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Act of Uniformity 1662

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Act of Uniformity 1662[1]
Act of Parliament
Long titleAn Act for the Uniformity of Publique Prayers and Administracion of Sacramentes & other Rites & Ceremonies and for establishing the Form of making ordaining and consecrating Bishops Preists and Deacons in the Church of England.[2]
Citation14 Cha. 2. c. 4
  • (Ruffhead: 13 & 14 Cha. 2. c. 4)
Territorial extent 
Royal assent19 May 1662
Commencement7 January 1662
  • 23 May 1950 (in Northern Ireland)
  • 1 January 1970 (sections 2, 3 & 17)
  • 12 December 1974 (except sections 10 and 15)
Other legislation
Amended byClerical Subscription Act 1865
Repealed by
Status: Partially repealed
Revised text of statute as amended
Text of the Act of Uniformity 1662 as in force today (including any amendments) within the United Kingdom, from legislation.gov.uk.

The Act of Uniformity 1662 (14 Cha. 2. c. 4) is an Act of the Parliament of England. (It was formerly cited as 13 & 14 Cha. 2. c. 4, by reference to the regnal year when it was passed on 19 May 1662.) It prescribed the form of public prayers, administration of sacraments, and other rites of the Established Church of England, according to the rites and ceremonies prescribed in the 1662 Book of Common Prayer. Adherence to this was required in order to hold any office in government or the church, although the new version of the Book of Common Prayer prescribed by the Act was so new that most people had never even seen a copy. The Act also required that the Book of Common Prayer "be truly and exactly Translated into the British or Welsh Tongue". It also explicitly required episcopal ordination for all ministers, i.e. deacons, priests and bishops, which had to be reintroduced since the Puritans had abolished many features of the Church during the Civil War. The act did not explicitly encompass the Isle of Man.[3]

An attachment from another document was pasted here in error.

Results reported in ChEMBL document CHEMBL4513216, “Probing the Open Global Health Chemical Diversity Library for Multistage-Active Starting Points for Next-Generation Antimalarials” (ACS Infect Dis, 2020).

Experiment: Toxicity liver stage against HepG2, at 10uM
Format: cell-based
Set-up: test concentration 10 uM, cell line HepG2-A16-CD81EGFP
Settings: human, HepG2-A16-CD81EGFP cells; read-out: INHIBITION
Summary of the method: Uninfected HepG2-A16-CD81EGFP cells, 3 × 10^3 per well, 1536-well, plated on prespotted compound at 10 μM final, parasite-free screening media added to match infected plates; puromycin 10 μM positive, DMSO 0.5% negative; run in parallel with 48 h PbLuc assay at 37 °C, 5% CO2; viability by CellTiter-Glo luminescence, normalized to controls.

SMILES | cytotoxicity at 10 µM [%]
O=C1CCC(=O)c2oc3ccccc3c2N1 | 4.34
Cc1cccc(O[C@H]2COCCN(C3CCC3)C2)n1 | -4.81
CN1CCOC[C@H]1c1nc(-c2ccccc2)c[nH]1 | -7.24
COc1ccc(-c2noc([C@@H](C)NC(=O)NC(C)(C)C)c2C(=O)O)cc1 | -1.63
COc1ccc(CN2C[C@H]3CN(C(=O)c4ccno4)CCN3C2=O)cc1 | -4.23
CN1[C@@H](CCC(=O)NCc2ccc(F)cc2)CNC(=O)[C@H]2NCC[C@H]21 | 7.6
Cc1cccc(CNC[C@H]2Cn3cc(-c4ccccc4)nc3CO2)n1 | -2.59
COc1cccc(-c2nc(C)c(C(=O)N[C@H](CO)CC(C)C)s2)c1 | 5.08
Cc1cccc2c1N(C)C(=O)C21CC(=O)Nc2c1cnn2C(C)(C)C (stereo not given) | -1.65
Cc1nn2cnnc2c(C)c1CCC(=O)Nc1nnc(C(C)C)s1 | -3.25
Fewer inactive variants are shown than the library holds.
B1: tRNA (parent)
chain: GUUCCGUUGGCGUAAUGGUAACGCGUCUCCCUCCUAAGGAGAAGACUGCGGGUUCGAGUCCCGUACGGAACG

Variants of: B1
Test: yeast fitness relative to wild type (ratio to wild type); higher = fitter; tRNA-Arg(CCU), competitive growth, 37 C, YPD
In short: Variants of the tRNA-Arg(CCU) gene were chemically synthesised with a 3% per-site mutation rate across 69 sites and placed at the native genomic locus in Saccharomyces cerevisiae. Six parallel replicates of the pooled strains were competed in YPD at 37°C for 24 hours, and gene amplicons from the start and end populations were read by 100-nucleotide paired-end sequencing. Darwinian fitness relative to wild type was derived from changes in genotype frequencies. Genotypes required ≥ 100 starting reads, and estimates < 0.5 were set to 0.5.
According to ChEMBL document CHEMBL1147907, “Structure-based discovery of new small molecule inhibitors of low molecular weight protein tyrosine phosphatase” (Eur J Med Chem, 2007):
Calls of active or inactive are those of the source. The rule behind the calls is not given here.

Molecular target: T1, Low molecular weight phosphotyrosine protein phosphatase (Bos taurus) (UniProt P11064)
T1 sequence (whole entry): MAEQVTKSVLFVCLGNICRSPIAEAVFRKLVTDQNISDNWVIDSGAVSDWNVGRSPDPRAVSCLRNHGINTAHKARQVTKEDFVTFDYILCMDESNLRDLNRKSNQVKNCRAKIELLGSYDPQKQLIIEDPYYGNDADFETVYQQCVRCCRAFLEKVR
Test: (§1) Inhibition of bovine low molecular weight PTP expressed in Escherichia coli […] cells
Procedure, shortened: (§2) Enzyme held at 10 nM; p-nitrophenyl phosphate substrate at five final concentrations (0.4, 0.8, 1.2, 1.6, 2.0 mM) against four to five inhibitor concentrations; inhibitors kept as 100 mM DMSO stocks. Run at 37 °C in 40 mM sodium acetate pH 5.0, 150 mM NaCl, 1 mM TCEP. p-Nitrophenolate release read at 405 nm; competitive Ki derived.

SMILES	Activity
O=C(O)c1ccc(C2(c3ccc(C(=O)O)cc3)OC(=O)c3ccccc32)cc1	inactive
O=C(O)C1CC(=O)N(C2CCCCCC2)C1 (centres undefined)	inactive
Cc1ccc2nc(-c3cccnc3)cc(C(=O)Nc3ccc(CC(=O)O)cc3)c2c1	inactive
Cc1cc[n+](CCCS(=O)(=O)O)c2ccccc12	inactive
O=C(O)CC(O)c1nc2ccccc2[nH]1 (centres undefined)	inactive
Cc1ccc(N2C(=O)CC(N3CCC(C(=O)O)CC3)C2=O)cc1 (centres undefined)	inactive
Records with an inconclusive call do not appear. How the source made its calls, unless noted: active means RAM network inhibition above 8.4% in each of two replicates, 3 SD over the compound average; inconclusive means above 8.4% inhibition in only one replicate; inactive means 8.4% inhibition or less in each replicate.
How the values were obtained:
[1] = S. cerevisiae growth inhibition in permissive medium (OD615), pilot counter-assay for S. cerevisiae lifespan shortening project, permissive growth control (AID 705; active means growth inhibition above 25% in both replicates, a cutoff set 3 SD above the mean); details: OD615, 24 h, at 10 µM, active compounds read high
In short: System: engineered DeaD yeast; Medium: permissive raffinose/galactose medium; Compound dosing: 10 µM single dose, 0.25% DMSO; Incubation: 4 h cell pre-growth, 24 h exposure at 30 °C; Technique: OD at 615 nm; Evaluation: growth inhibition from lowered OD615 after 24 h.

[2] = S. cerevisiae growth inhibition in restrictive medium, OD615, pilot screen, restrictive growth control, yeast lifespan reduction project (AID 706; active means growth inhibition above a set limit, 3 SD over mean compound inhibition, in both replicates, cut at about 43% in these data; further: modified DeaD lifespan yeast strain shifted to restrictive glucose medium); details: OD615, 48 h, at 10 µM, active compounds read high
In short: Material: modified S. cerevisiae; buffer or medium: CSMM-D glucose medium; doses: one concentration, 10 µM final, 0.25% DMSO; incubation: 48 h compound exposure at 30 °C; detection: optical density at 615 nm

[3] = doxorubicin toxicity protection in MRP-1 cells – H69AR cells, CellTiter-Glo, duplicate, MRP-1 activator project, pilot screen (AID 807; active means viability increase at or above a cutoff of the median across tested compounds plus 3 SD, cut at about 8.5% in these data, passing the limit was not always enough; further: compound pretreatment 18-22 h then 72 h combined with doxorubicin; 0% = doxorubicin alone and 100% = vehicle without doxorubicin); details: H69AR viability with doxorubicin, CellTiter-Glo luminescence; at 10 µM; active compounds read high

A few sections of this Act were still in force in the United Kingdom at the end of 2010.[4]

Great Ejection[edit]

As an immediate result of this Act, over 2,000 clergymen refused to take the oath and were expelled from the Church of England in what became known as the Great Ejection of 1662. Although there had already been ministers outside the established church, this created the concept of non-conformity, with a substantial section of English society excluded from public affairs for a century and a half.

Clarendon Code[edit]

The Act of Uniformity itself is one of four crucial pieces of legislation, known as the Clarendon Code, named after Edward Hyde, Earl of Clarendon, Charles II's Lord Chancellor.[5] They are:

  • The Corporation Act 1661 – This first of the four statutes which made up the Clarendon Code required all municipal officials to take Anglican communion, and formally reject the Solemn League and Covenant of 1643. The effect of this act was to exclude nonconformists from public office. This legislation was rescinded in 1828.
  • The Act of Uniformity 1662 – This second statute made use of the Book of Common Prayer compulsory in religious service. Upwards of 2000 clergy refused to comply with this act, and were forced to resign their livings.
  • The Conventicle Act 1664 – This act forbade conventicles (a meeting for unauthorized worship) of more than 5 people who were not members of the same household. The purpose was to prevent dissenting religious groups from meeting.